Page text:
Washington: There is no specific drug to treat spinal muscular atrophy (SMA), a family of motor neuron diseases that in its most severe form is the leading genetic cause of infant death in the United States and affects one in 6,000 people overall. But a new multispecies study involving a drug that treats amyotrophic lateral sclerosis (ALS) has pinpointed a mechanism of SMA that drug developers might be able to exploit for a new therapy.
The research, published in the Journal of Neuroscience, reports that the drug Riluzole advanced neural cell development in a mammalian model of SMA and restored neuromuscular function and mobility in a Caenorhabditis elegans worm model of the disease.
Riluzole has already been tested as a therapy in a very small study of severely affected SMA patients. It failed to help. Nevertheless, what makes the new research encouraging, says Dr Anne Hart, professor of neuroscience at Brown University and senior author on the paper, is that the study traces the beneficial action of Riluzole to specific ‘SK2’ potassium channels in worm neurons. Humans have these channels too, and if they can be more precisely targeted by a new drug, she says, that could make a more meaningful difference, at least for some patients.
“We’re not suggesting based on this that SMA patients should ask their doctors for Riluzole,” Dr Hart says, “but we are suggesting that this pathway would be useful for therapeutic development.”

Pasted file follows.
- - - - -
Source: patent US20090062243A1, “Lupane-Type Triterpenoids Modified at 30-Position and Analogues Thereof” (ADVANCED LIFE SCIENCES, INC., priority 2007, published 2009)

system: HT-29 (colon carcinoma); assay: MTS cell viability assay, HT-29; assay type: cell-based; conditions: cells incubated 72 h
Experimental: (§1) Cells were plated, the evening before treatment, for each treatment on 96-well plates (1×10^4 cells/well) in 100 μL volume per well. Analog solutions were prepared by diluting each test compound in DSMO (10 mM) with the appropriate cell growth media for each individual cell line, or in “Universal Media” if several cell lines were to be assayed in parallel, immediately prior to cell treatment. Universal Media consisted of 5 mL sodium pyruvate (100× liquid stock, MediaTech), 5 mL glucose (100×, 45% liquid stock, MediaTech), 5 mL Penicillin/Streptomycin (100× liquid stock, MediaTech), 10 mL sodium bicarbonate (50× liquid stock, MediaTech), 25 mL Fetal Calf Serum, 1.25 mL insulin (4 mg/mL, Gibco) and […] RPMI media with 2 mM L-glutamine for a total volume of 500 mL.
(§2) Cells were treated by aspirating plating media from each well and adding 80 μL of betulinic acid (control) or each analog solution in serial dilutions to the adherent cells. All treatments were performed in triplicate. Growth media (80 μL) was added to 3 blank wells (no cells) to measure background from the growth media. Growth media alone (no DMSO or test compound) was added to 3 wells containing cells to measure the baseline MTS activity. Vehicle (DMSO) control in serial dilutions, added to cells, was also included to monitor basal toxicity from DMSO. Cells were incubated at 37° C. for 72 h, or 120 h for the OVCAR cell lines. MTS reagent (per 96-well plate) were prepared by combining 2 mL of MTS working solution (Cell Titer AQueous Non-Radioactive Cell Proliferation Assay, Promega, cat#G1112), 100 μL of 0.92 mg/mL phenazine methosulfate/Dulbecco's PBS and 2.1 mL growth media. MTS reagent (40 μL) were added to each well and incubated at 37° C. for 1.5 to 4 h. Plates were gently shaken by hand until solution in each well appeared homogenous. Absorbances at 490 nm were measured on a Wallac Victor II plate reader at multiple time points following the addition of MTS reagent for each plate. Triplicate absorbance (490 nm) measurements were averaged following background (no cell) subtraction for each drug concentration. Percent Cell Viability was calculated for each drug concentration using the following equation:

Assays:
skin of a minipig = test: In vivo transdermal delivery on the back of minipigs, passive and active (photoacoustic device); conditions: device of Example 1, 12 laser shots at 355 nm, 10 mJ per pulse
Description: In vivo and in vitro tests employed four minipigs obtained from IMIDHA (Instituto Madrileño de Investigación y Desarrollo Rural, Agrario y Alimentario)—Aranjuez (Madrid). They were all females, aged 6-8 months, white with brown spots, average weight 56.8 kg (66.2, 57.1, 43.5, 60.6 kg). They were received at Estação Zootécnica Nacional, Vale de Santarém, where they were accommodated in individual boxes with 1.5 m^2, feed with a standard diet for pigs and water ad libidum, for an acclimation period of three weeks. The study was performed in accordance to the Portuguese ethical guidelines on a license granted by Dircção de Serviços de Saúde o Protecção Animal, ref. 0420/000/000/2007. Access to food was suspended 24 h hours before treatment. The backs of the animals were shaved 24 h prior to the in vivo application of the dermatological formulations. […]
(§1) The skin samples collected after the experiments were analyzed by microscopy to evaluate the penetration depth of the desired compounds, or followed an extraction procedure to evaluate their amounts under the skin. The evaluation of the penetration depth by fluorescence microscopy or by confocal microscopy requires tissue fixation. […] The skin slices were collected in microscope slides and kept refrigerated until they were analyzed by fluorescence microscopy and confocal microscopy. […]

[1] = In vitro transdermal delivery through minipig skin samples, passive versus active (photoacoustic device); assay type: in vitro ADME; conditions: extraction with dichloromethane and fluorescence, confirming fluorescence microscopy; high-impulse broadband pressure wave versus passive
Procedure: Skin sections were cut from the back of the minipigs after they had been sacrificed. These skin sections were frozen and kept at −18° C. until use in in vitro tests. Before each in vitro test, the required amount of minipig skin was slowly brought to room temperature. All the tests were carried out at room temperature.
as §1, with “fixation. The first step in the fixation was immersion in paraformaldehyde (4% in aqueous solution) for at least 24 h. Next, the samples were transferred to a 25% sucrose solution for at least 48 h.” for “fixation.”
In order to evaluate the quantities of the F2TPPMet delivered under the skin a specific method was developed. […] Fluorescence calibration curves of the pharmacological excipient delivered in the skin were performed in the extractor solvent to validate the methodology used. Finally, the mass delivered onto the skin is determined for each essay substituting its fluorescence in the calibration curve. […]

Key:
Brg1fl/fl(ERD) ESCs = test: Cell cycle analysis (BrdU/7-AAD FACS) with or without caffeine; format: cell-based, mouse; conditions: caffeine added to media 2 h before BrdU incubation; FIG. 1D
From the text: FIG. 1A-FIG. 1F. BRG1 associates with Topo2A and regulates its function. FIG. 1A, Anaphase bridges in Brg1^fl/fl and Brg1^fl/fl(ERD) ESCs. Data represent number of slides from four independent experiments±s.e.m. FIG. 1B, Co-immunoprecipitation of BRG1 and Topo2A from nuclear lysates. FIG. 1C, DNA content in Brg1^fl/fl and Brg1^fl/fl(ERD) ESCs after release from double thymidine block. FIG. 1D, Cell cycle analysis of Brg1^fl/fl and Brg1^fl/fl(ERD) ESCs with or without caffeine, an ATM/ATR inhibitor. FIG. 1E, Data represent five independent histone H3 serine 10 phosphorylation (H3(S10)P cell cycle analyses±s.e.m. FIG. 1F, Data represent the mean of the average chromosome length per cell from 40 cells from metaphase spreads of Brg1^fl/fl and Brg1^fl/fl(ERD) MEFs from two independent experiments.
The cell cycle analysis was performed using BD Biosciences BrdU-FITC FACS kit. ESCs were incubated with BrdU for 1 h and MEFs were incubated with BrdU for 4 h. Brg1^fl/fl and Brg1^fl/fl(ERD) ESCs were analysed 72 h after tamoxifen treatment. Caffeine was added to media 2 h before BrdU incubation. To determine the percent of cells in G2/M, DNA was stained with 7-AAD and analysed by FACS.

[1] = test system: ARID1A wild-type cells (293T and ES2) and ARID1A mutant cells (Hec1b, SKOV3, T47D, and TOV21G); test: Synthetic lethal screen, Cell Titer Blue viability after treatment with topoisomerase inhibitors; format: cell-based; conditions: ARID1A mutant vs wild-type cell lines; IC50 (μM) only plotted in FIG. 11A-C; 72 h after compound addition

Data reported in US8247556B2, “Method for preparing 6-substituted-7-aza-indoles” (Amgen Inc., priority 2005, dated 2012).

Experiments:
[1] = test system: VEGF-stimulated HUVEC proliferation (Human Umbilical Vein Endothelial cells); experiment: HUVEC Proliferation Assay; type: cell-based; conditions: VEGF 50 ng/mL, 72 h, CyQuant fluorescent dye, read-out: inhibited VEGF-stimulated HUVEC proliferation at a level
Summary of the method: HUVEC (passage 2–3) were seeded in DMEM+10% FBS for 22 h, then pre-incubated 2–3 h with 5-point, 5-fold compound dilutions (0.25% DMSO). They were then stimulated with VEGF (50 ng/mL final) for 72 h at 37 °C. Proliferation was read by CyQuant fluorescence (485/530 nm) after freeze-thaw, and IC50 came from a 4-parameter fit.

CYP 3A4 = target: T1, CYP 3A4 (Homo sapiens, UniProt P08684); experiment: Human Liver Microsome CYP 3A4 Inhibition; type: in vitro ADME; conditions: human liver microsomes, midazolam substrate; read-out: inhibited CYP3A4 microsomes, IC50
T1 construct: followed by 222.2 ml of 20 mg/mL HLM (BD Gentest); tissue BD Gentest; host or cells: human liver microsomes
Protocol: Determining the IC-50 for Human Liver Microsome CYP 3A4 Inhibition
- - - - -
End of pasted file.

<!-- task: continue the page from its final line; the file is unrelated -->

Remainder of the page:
Because SMA has a lot in common with ALS, Dr Hart thought Riluzole might still be worth studying in the context of SMA. To do so, she partnered with fellow researchers at Boston Children’s Hospital. They worked in mouse neuronal cells while her team at Brown worked in the worms.
For each system, the researchers created SMA models in different ways by disabling the gene that produces the survival motor neuron (SMN) protein. Depletion of that protein causes SMA in people too.
In the mammalian neuronal cells, the Children’s Hospital researchers found that Riluzole promoted the growth of axons that was lacking in the SMN-depleted cells. However, Riluzole did this not by increasing SMN levels. Instead, the researchers found evidence that drug treatment matured the neurons more quickly in normal cells.
Most attempts to treat SMA have relied on trying to maintain or restore higher levels of SMN, Dr Hart notes. But Riluzole, or a future drug, may instead be able to work by accelerating cell maturity.
In the worms meanwhile, the Brown researchers found that Riluzole restored two important neuromuscular behaviours of SMA worms: the pumping action that allows the worms to move food through their digestive tracts and the body bending that they perform when swimming.
To learn how Riluzole had this effect, they performed further experiments testing various potassium channels, including SK2, that Riluzole is known to act upon. Losing these channels didn’t cause more problems in animals with less SMN protein, but losing the SK2 potassium channels in particular made neuromuscular function worse. Without the SK2 channels, the drug Riluzole didn’t improve function.
“This told us that Riluzole improves motorneuron function by acting through SK2 channels, which we did not know before,” says lead author Maria Dimitriadi, a postdoctoral researcher in Dr Hart’s group. “This is important because understanding how SK2 channels affect motorneuron disease may eventually lead to a treatment helping both ALS and SMA patients.”